Collin Reynolds
- September 20, 2021
To effectively communicate with people about the vaccine, we first must build personal relationships based on trust. 
Sophia Garza
- September 20, 2021
It is incredibly empowering to know that by protecting yourself, you can protect so many other people.  The Lord gave us the knowledge and people we need in order to defeat COVID-19.
Komal Gandhi
article - September 20, 2021
"99.8% of U.S. deaths are of the unvaccinated. If you heard of an airline of that percentage dying, whereas a 0.02% on another, you’re switching flights." -- Dr. Jimmie Smith, Macon-Bibb County Health Department, Georgia.
Neil Agarwal
- August 9, 2021
As more companies and institutions impose vaccine mandates, many now struggle to process and evaluate requests for religious exemptions. The following resources provide background and context for these ongoing conversations and decisions.
Multiple Authors
- August 4, 2021
On July 28, Public Religion Research Institute (PRRI) and Interfaith Youth Core (IFYC) released findings from the second wave of national polling on religion and COVID-19. The study revealed that vaccine acceptance has increased since March, and findings suggest faith-based approaches contributed to this change.
Shauna Morin
- July 29, 2021
In many ways, the wisdom shared through these interviews—mirrored in the PRRI-IFYC data released this week—illuminates the importance of religiously and culturally competent strategies in our ongoing efforts to get people vaccinated.
Jim Salter
- July 22, 2021
Across Missouri, hundreds of pastors, priests and other church leaders are reaching out to urge vaccinations in a state under siege from the delta variant. Health experts say the spread is due largely to low vaccination rates — Missouri lags about 10 percentage points behind the national average for people who have initiated shots.
Emily McFarlan Miller
- July 22, 2021
The solution, said Chris Palusky, president and CEO of Bethany Christian Services, is “the loving care of a family, not another orphanage.” He pointed to Scripture passages that say God sets the lonely in families and call on Christians to care for those who have been orphaned.
John Seewer
- June 28, 2021
While their religious beliefs don’t forbid them to get vaccines, the Amish are generally less likely to be vaccinated for preventable diseases such as measles and whooping cough. Though vaccine acceptance varies by church district, the Amish often rely on family tradition and advice from church leaders, and a core part of their Christian faith is accepting God’s will in times of illness or death.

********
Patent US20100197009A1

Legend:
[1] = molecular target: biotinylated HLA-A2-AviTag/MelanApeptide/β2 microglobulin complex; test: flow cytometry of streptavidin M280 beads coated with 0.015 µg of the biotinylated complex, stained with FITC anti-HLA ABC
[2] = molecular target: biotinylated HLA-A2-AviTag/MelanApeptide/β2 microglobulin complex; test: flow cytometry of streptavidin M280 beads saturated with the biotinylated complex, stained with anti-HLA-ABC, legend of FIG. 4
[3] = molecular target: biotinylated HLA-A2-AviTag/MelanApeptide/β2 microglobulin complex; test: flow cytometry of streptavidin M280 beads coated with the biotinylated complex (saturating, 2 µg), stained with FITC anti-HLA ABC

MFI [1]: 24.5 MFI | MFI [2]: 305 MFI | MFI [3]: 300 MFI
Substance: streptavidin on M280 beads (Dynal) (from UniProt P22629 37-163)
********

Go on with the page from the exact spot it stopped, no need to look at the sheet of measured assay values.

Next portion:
Carrie Antlfinger
article - June 17, 2021
Members of Black communities across the U.S. have disproportionately fallen sick or died from the virus, so some church leaders are using their influence and trusted reputations to fight back by preaching from the pulpit.
BC-US--Jill Biden-Harlem Vaccination Site, 2nd Ld-Writethru
article - June 7, 2021
The church first started offering vaccine doses in January in an effort to boost the vaccination rates in New York City’s Black and Hispanic communities.
Shauna Morin
article - June 7, 2021
This article is part of a series called Faith in the Field that explores responses to Covid-19—including vaccination efforts—within different faith communities. 
Eboo Patel, Mary Ellen Giess, Paul Brandeis Raushenbush
article - June 3, 2021
Two thousand volunteers of diverse faiths will engage people through their religious communities.
Eboo Patel and Robert P. Jones
article - May 24, 2021
Residents of many of the most vaccine-hesitant areas in the United States turn out to be remarkably receptive to faith-based interventions.
Tasmiha Khan
- May 14, 2021
Studies show that Black communities are severely impacted by COVID-19 and police violence, but Black Muslims are often erased from the picture.
Melissa Jenkins
article - May 12, 2021
North Carolina is not alone in regard to macro-level efforts by state governments to increase access to vaccines, subverted by micro-level actions by individuals.
Silma Suba
article - May 11, 2021
"It is permissible within our religion to defer, or to make up your fast later if you're feeling sick."
Natasha Mikles
- May 6, 2021
Generally, tradition holds that the body is to be cremated or buried as quickly as possible – within 24 hours for Hindus, Jains and Muslims, and within three days for Sikhs. This need for rapid disposal has also contributed to the current crisis.
article - April 29, 2021
Una nueva encuesta conducida por el Public Religion Research Institute (PRRI) e Interfaith Youth Core (IFYC) encontró que los enfoques basados en la fe pueden mover a más comunidades indecisas sobre la vacuna hacia la aceptación.
Shauna Morin
article - April 26, 2021
The report, co-sponsored by IFYC and the Public Religion Research Institute (PRRI), revealed higher rates of vaccin hesitancy among certain religious groups, including Hispanic Protestants, white evangelicals, and Black Protestants.
Adelle M. Banks
article - April 26, 2021
Collaboration between religious officials and health care professionals — from both nonprofit and for-profit companies — has aided efforts to increase access to vaccinations.